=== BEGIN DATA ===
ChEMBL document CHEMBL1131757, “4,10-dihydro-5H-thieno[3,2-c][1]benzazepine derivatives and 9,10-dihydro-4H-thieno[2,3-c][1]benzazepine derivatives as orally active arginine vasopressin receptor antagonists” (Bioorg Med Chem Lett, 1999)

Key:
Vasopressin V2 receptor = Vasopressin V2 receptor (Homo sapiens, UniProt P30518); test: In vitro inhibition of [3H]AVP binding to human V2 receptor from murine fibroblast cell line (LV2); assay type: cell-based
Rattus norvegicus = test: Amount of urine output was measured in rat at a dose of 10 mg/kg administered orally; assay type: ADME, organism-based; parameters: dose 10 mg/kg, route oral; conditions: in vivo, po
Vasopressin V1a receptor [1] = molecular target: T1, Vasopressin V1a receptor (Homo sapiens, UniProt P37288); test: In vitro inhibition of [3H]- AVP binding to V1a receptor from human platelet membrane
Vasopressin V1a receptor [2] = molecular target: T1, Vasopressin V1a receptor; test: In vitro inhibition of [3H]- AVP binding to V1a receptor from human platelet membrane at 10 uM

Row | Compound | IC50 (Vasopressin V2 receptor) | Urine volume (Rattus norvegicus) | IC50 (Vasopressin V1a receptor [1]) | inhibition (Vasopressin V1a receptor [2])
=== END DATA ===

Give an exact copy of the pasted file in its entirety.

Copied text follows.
ChEMBL document CHEMBL1131757, “4,10-dihydro-5H-thieno[3,2-c][1]benzazepine derivatives and 9,10-dihydro-4H-thieno[2,3-c][1]benzazepine derivatives as orally active arginine vasopressin receptor antagonists” (Bioorg Med Chem Lett, 1999)

Key:
Vasopressin V2 receptor = Vasopressin V2 receptor (Homo sapiens, UniProt P30518); test: In vitro inhibition of [3H]AVP binding to human V2 receptor from murine fibroblast cell line (LV2); assay type: cell-based
Rattus norvegicus = test: Amount of urine output was measured in rat at a dose of 10 mg/kg administered orally; assay type: ADME, organism-based; parameters: dose 10 mg/kg, route oral; conditions: in vivo, po
Vasopressin V1a receptor [1] = molecular target: T1, Vasopressin V1a receptor (Homo sapiens, UniProt P37288); test: In vitro inhibition of [3H]- AVP binding to V1a receptor from human platelet membrane
Vasopressin V1a receptor [2] = molecular target: T1, Vasopressin V1a receptor; test: In vitro inhibition of [3H]- AVP binding to V1a receptor from human platelet membrane at 10 uM

Row | Compound | IC50 (Vasopressin V2 receptor) | Urine volume (Rattus norvegicus) | IC50 (Vasopressin V1a receptor [1]) | inhibition (Vasopressin V1a receptor [2])